Our other guest speaker, Jim Steer of the consultants Steer Davies Gleave, began by paying tribute to RDS for its initial groundwork which had influenced the consortium of more than 25 local authorities to commission an East-West rail link study. The first stage of the study had established general principles and looked at three corridors, concentrating on strategic journeys rather than purely local ones.
At present the car dominated the market although coaches had recently tried to increase their share. Three of the counties concerned, Cambridgeshire, Buckinghamshire and Wiltshire, were predicted to have some of the highest population growth in the country over the next 15 years and a 50-60% increase in car traffic might be expected.
Some people argued that London CrossRail would diminish the case for an East-West rail link across the South Midlands. However, the consultants' studies had shown that, while it would benefit travellers from some parts of East Anglia to Reading and Aylesbury, it would not have a significant impact on most of the region.
An East-West rail link would give substantial benefits for journeys of 50-100 kilometres, especially in the central corridor, and so the study concluded that this should be the focus of attention. The northern corridor showed some opportunities, especially for Corby, and had more freight potential. It was important to find a low-cost way of providing a local Bedford-Corby-Peterborough service. A link along the central corridor would remove up to 2,000 car trips a day from road and give considerable non-user benefits.
There was a problem in knowing who would operate the services under the new system, and the consultants had been unable to hold discussions with potential operators. However, Mr Steer suggested two overlapping services: from Oxford to Peterborough via Sandy (a shorter route than via Corby) and from Birmingham to Ipswich via Milton Keynes and Royston. The overlapping services must interconnect at strategic stations - of which Sandy was not one.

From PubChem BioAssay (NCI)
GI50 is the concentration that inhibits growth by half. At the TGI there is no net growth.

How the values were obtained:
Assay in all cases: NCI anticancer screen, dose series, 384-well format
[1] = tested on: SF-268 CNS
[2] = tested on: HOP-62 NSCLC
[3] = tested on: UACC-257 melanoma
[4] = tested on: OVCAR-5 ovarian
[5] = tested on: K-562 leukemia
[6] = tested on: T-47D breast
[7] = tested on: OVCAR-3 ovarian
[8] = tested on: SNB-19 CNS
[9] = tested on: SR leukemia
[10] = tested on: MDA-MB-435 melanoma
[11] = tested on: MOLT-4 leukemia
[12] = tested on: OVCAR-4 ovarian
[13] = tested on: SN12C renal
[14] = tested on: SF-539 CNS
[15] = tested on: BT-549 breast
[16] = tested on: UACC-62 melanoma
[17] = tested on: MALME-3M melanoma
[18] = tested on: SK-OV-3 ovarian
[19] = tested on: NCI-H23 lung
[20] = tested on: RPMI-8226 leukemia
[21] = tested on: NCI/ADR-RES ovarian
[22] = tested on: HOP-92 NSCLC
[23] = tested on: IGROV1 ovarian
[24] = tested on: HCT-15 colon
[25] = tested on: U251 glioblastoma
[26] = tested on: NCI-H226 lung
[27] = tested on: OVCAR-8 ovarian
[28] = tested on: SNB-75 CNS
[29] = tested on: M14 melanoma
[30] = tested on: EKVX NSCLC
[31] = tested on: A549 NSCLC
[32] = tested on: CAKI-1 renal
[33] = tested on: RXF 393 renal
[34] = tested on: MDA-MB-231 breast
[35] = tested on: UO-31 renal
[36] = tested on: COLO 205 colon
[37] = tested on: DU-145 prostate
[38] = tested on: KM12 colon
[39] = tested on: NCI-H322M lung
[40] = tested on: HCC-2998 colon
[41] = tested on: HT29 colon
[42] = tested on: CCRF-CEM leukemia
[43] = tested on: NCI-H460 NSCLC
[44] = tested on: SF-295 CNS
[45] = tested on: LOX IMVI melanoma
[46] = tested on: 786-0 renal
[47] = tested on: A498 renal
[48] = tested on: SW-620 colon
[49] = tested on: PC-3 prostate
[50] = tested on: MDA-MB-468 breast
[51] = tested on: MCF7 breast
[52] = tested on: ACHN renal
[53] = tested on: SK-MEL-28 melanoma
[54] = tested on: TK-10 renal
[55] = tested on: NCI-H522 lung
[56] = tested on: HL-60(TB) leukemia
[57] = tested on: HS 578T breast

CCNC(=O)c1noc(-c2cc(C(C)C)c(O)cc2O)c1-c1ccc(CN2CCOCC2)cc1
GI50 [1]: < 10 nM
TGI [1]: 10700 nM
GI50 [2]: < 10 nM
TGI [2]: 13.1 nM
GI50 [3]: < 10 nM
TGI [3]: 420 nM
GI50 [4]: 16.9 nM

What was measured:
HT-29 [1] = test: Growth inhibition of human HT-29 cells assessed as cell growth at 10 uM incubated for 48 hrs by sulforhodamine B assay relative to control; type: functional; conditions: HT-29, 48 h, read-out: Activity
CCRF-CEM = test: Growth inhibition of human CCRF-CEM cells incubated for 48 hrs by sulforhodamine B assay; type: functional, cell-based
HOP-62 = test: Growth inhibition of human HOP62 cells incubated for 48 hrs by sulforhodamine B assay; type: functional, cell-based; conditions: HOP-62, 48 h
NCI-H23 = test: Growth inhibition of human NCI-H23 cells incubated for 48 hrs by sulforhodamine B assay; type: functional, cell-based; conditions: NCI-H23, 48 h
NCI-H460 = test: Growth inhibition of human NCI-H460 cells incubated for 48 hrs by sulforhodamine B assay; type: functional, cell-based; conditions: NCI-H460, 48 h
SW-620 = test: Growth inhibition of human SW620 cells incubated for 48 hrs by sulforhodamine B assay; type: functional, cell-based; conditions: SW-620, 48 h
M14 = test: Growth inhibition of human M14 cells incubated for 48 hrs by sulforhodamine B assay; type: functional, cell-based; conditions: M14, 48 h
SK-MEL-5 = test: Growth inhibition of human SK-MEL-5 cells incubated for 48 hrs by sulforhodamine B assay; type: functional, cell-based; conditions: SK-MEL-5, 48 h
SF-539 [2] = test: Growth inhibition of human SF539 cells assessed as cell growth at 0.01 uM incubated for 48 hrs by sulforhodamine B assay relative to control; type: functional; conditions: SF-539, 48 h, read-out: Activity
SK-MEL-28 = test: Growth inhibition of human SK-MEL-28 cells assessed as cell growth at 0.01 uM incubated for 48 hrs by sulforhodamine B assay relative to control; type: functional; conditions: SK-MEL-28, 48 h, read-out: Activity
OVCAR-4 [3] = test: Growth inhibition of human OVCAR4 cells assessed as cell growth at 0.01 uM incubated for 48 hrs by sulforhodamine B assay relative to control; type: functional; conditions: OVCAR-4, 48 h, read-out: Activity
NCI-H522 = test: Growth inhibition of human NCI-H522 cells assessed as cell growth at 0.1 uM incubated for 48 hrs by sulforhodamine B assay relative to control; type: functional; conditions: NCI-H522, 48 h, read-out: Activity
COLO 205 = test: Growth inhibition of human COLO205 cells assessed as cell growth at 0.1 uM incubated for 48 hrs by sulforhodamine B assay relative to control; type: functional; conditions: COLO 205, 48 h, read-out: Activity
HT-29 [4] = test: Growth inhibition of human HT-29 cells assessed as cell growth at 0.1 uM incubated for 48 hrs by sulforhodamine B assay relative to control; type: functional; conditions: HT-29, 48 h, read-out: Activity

The route would cost between £40 million and £90 million, and this did not include cost of land purchase, although it did include building 10 miles of new railway. Taking it via Hitchin rather than St Ives would be more economical. Profitability would be comparable to the long-distance Regional Railways services developed over the past 10 years.
How would the new services be funded? The Franchise Director and the Department of Transport needed to give more thought to this, and the former did have powers to put in money. A form of cost-benefit analysis was surely needed.
It was hoped that Railtrack would join the consortium, while the Government Office for the Eastern Region had been "pretty supportive." The second stage of the study, expected to take place in the second half of 1996, would look at any serious obstacles and work out ways of funding.
A lively discussion ensued on issues raised by our speakers, and papers circulated on finance, the effects of reopening Haddenham and Thame Parkway and arguments used by opponents of reopenings.